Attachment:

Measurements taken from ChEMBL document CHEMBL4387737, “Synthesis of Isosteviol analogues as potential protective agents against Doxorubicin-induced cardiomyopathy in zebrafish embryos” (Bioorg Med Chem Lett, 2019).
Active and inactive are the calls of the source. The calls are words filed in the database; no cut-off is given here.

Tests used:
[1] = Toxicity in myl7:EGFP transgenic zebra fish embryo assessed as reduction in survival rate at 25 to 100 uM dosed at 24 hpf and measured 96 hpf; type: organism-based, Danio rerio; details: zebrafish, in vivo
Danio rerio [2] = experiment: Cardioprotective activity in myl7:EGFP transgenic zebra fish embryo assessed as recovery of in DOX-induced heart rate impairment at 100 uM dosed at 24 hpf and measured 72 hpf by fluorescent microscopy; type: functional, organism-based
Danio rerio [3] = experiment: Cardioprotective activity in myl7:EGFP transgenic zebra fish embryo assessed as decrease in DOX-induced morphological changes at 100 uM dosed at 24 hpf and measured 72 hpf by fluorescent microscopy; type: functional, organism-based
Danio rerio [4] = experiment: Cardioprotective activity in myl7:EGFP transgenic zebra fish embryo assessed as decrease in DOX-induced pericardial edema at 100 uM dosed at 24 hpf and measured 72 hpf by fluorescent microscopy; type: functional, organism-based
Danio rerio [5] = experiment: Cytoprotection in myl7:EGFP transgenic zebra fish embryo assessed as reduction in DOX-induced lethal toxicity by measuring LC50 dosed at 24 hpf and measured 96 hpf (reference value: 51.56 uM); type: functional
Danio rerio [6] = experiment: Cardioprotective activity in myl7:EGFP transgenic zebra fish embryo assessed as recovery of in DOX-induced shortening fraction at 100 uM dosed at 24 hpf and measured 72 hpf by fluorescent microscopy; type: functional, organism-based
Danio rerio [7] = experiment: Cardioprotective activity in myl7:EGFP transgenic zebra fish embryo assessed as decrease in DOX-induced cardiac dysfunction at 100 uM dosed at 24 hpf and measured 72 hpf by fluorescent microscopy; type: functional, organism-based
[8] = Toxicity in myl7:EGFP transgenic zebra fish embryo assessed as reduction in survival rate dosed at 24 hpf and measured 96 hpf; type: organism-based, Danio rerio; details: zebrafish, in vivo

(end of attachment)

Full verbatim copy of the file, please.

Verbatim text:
Measurements taken from ChEMBL document CHEMBL4387737, “Synthesis of Isosteviol analogues as potential protective agents against Doxorubicin-induced cardiomyopathy in zebrafish embryos” (Bioorg Med Chem Lett, 2019).
Active and inactive are the calls of the source. The calls are words filed in the database; no cut-off is given here.

Tests used:
[1] = Toxicity in myl7:EGFP transgenic zebra fish embryo assessed as reduction in survival rate at 25 to 100 uM dosed at 24 hpf and measured 96 hpf; type: organism-based, Danio rerio; details: zebrafish, in vivo
Danio rerio [2] = experiment: Cardioprotective activity in myl7:EGFP transgenic zebra fish embryo assessed as recovery of in DOX-induced heart rate impairment at 100 uM dosed at 24 hpf and measured 72 hpf by fluorescent microscopy; type: functional, organism-based
Danio rerio [3] = experiment: Cardioprotective activity in myl7:EGFP transgenic zebra fish embryo assessed as decrease in DOX-induced morphological changes at 100 uM dosed at 24 hpf and measured 72 hpf by fluorescent microscopy; type: functional, organism-based
Danio rerio [4] = experiment: Cardioprotective activity in myl7:EGFP transgenic zebra fish embryo assessed as decrease in DOX-induced pericardial edema at 100 uM dosed at 24 hpf and measured 72 hpf by fluorescent microscopy; type: functional, organism-based
Danio rerio [5] = experiment: Cytoprotection in myl7:EGFP transgenic zebra fish embryo assessed as reduction in DOX-induced lethal toxicity by measuring LC50 dosed at 24 hpf and measured 96 hpf (reference value: 51.56 uM); type: functional
Danio rerio [6] = experiment: Cardioprotective activity in myl7:EGFP transgenic zebra fish embryo assessed as recovery of in DOX-induced shortening fraction at 100 uM dosed at 24 hpf and measured 72 hpf by fluorescent microscopy; type: functional, organism-based
Danio rerio [7] = experiment: Cardioprotective activity in myl7:EGFP transgenic zebra fish embryo assessed as decrease in DOX-induced cardiac dysfunction at 100 uM dosed at 24 hpf and measured 72 hpf by fluorescent microscopy; type: functional, organism-based
[8] = Toxicity in myl7:EGFP transgenic zebra fish embryo assessed as reduction in survival rate dosed at 24 hpf and measured 96 hpf; type: organism-based, Danio rerio; details: zebrafish, in vivo